President’s Budget for 2021 to Be Released Next Week

President’s Budget for 2021 to Be Released Next Week

February 07, 2020  | Jeff Davis

President Trump’s fiscal 2021 budget request will be released on Monday, February 10.

The budget is not just about the President’s proposals for fiscal 2021 and beyond – the budget will also contain a wealth of useful data about what actually happened during the now-closed fiscal year 2019 and the latest, best estimate of what is in the process of happening during the ongoing fiscal year 2020.

Prior to fiscal year 2010, every federal budget requested bore the same anodyne title: “Budget of the U.S. Government.” That changed with Barack Obama’s first message, which bore the title “A New Era of Responsibility: Renewing America’s Promise” before his Administration reverted back to the old title for all of his subsequent budgets. But the Trump Administration has named them all.

Trump’s initial budget message in March 2017 was entitled “America First: A Budget Blueprint to Make America Great Again,” followed up by a revised and more complete version in May 2017 called “A New Foundation for American Greatness.” The FY 2019 budget was “Efficient, Effective, Accountable: An American Budget” and the FY 2020 iteration was “A Budget for a Better America: Promises Kept. Taxpayers First.”

Now, thanks to a tweet from GPO showing a photo of hard copies rolling off the assembly line, we know that the FY 2021 budget is entitled “A Budget for America’s Future.”

(Ed. Note: The Federal Reserve Bank of St. Louis has a massively useful online collection of every federal budget going back to the first one, in FY 1923.)

The rollout will happen in stages:

The Office of Management and Budget (and the Government Publishing Office) will release the OMB-produced materials in the morning on their websites – (the OMB website is here):

  • The Budget Message itself (usually about 100 pages of overview, with a couple of pages of summary for each Cabinet agency, and a dozen or so high-level government-wide summary tables.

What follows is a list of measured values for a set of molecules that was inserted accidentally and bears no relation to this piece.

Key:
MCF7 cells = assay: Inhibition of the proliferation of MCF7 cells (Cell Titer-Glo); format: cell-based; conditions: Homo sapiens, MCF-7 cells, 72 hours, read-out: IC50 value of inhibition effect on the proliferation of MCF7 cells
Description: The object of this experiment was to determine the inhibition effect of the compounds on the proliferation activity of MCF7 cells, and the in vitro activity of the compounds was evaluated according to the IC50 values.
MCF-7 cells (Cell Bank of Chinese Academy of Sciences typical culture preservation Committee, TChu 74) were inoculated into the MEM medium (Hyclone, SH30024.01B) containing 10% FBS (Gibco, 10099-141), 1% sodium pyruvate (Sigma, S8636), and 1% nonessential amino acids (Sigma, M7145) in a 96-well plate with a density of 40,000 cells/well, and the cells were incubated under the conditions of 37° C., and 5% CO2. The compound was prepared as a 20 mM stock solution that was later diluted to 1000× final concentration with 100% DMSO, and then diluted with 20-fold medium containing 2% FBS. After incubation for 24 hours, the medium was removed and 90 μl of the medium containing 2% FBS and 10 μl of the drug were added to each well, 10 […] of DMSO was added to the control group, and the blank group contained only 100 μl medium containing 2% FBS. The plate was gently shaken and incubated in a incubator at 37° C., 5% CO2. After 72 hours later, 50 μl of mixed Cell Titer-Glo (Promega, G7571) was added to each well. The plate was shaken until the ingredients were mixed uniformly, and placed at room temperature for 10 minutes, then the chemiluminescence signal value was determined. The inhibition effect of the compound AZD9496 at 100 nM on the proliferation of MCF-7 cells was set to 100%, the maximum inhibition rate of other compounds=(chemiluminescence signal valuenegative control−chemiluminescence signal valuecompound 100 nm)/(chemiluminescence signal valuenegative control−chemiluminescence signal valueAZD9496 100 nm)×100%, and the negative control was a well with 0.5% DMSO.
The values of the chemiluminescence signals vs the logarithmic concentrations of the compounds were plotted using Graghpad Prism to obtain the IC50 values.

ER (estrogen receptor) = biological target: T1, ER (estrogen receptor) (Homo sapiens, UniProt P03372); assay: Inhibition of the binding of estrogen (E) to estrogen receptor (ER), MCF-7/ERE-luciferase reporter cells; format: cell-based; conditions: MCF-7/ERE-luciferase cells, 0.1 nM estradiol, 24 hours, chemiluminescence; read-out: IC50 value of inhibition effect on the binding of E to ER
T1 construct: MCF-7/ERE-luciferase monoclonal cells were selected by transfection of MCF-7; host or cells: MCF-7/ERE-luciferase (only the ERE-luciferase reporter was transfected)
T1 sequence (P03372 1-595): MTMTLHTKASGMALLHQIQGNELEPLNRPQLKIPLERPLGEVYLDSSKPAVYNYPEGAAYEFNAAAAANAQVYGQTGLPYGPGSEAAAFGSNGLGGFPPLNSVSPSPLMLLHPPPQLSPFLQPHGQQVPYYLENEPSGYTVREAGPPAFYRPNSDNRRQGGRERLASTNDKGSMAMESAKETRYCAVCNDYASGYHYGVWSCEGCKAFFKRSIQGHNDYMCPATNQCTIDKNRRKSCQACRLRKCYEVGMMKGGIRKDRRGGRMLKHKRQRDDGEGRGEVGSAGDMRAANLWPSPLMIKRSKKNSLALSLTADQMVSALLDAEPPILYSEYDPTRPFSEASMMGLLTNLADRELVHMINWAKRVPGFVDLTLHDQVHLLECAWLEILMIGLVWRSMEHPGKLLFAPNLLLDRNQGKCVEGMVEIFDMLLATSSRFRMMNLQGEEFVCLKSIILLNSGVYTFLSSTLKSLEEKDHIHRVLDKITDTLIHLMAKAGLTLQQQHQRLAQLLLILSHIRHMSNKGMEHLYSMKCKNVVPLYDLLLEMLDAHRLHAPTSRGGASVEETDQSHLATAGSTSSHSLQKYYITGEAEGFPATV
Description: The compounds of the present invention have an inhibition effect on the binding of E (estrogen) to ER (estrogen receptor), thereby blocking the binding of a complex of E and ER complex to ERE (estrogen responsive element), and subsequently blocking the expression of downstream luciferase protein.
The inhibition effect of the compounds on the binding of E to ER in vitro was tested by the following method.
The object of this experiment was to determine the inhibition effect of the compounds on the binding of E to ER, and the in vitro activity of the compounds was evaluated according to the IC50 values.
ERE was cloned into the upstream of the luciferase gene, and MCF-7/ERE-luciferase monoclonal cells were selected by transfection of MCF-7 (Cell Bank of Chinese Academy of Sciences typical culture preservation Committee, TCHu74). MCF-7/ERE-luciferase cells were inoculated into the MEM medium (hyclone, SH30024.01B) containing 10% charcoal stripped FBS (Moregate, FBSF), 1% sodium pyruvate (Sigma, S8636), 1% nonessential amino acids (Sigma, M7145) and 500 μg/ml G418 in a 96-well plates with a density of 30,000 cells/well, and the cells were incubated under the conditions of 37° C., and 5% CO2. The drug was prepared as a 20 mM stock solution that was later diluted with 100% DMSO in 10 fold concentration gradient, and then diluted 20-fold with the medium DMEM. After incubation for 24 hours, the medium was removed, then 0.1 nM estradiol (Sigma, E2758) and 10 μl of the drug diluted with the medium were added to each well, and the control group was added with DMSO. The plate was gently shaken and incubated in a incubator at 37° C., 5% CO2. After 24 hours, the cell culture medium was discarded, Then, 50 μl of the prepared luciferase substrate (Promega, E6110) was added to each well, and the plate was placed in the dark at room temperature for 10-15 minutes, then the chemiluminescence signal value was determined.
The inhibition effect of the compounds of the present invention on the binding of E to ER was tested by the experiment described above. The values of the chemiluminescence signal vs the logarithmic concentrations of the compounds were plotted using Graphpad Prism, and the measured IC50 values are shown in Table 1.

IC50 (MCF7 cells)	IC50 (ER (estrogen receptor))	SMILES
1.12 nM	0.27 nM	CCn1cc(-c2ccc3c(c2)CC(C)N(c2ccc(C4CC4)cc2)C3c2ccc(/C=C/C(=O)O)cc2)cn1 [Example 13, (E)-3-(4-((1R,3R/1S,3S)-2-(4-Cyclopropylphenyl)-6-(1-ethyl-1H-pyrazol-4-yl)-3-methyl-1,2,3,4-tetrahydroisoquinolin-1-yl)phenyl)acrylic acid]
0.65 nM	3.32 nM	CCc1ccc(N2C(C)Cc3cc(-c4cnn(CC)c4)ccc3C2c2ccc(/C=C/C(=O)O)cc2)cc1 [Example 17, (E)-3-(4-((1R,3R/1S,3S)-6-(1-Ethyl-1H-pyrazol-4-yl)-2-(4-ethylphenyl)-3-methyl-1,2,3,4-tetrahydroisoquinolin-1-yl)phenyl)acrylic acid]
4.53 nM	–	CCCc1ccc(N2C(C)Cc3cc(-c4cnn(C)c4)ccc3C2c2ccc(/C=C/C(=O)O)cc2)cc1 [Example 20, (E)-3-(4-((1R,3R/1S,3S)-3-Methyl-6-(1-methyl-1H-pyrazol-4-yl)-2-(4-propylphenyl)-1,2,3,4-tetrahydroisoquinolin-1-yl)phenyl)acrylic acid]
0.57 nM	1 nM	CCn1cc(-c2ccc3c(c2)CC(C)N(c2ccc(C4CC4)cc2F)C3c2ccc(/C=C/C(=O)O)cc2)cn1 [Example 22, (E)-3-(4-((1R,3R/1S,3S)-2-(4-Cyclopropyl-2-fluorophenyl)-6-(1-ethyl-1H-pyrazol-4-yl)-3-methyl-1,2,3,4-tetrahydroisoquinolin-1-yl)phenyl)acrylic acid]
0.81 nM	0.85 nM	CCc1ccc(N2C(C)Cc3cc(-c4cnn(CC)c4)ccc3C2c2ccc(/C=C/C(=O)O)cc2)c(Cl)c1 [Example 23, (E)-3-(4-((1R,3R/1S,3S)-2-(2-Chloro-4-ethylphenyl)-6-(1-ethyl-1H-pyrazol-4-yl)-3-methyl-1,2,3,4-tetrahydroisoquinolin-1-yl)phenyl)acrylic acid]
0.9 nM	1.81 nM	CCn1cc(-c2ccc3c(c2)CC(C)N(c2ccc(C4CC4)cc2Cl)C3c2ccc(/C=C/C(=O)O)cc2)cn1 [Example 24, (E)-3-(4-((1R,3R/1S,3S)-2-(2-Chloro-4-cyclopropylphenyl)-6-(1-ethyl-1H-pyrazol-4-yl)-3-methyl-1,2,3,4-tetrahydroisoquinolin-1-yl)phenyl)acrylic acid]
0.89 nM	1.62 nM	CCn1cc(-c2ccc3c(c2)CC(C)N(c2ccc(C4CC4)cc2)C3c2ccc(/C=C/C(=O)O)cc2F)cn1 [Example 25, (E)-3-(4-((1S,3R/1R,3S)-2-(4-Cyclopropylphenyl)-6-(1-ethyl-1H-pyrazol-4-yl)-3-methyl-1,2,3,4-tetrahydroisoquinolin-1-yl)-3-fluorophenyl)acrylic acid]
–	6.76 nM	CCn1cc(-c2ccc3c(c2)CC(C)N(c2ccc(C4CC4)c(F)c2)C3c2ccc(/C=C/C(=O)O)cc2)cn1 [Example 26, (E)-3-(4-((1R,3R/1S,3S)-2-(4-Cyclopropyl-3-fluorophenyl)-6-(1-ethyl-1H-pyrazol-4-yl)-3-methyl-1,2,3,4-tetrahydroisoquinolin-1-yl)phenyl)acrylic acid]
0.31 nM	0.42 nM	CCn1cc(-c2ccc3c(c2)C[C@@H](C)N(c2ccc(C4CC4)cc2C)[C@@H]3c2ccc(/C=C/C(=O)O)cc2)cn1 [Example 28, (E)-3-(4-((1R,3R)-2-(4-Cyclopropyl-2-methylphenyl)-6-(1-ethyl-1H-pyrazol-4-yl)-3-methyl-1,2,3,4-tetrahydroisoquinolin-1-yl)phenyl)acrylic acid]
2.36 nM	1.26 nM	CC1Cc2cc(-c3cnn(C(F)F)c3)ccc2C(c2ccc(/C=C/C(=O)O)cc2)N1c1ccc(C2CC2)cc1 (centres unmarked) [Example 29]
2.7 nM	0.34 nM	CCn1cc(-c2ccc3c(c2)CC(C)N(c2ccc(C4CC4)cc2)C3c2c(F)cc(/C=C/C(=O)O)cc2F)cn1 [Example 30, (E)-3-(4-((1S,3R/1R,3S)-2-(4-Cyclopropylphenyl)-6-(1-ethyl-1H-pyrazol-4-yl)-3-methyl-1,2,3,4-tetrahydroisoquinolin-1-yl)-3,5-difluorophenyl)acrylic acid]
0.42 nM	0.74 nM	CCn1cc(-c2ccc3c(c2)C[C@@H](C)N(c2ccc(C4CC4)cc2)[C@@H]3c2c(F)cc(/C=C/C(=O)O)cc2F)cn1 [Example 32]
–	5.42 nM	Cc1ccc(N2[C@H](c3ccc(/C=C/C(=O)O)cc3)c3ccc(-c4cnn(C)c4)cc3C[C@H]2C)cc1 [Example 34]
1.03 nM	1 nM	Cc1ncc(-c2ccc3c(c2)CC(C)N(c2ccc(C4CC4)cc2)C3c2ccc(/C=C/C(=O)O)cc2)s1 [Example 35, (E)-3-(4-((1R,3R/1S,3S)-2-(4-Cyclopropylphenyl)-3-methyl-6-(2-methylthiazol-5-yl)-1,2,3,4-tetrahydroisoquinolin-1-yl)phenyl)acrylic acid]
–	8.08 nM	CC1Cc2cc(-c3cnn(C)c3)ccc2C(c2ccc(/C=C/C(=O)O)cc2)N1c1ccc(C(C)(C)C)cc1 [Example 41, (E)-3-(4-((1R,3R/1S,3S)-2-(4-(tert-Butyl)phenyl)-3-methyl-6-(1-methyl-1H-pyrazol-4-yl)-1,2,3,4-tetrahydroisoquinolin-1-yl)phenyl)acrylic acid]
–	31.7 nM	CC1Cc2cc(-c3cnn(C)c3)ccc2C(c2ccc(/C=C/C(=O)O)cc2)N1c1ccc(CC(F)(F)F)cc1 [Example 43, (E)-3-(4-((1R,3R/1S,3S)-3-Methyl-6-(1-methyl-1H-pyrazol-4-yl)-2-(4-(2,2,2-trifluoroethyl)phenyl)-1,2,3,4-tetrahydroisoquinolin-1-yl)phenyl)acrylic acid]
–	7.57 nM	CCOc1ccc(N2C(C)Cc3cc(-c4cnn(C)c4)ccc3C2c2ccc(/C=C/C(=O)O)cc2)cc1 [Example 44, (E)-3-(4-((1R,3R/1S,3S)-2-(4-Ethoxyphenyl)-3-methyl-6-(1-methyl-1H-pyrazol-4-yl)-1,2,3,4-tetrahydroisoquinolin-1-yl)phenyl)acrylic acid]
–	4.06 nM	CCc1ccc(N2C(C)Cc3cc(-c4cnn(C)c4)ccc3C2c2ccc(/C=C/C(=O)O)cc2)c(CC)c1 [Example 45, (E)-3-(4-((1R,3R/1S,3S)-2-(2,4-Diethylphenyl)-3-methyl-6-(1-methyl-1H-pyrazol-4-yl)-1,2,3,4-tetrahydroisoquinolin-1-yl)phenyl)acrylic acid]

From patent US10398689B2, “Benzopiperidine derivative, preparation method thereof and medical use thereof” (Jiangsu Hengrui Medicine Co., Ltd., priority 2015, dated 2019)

• The Appendix (1,200 pages or so containing every word of proposed appropriations language and details for every budget spending account.
  • The Analytical Perspectives volume of odds and ends (including explanation of any tax changes or non-appropriated spending proposals. (The online version of AP contains some extra tables, including the massively useful government-wide tables for Budget Authority and Outlays by Function, Category, and Program, and the same information organized as Federal Budget by Agency and Account.)
  • A volume of Historical Tables dating back, in some instances, to 1789, but more often to either 1934 (for taxes and debt), 1962 (for outlays), or 1976 (for budget authority).
  • The Federal Credit Supplement with the latest performance (and projected future performance) of credit programs like TIFIA and RRIF.

But that’s only the beginning. Much more detailed information is submitted by departments and agencies to Congress, but that material has to be hand-delivered in hard copy form to the appropriate committees before it can be posted online, which takes time. These include the Congressional budget justifications (hundreds of pages for each modal administration within USDOT, and a big 3,000-page document for Homeland Security, for example).

Each agency will also produce a less-than-100-page summary document of its budget request (the USDOT one used to be called Budget-in-Brief and is now called Highlights).

Expect this all late Monday afternoon or so.

In addition, the anxiously-awaited New Starts Annual Report will be released on budget day as well. This report from the Federal Transit Administration not only gives the Administration’s proposed allocation of FY 2021 funding for Capital Investment Grant projects, it is also accompanied by updated summary sheets of every proposed CIG project in the development “pipeline” with updated project status and updated ratings by FTA staff. (So we will get to see if, and why, the two Gateway projects in NY-NJ (the Hudson River Tunnel and the Portal North Bridge) get low ratings once again.

Your intrepid ETW budget analyst will be on the road on Monday but will be sending out updates remotely.

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